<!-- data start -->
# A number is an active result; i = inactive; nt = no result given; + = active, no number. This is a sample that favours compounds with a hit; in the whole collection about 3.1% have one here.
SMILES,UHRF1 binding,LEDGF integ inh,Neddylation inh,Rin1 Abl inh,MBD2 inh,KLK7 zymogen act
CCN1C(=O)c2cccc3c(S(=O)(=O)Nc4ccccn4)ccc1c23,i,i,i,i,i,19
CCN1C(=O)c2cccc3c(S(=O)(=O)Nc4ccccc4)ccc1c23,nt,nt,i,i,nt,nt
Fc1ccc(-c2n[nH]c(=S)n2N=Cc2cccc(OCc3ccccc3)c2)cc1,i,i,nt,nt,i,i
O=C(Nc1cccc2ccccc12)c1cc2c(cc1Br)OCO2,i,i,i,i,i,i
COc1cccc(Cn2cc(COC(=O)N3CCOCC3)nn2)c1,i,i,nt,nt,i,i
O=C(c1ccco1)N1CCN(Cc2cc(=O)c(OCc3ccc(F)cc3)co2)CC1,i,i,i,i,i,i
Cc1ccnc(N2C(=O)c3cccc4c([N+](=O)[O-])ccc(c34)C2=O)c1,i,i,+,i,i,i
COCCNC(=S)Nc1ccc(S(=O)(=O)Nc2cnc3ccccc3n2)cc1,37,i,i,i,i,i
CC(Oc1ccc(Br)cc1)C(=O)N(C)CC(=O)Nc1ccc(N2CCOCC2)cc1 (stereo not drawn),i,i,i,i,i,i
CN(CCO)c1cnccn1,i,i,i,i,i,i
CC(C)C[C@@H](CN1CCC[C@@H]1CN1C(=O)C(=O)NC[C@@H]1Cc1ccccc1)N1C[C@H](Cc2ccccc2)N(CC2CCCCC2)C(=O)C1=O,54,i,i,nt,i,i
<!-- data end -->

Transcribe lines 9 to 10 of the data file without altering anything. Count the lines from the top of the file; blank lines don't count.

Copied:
Cc1ccnc(N2C(=O)c3cccc4c([N+](=O)[O-])ccc(c34)C2=O)c1,i,i,+,i,i,i
COCCNC(=S)Nc1ccc(S(=O)(=O)Nc2cnc3ccccc3n2)cc1,37,i,i,i,i,i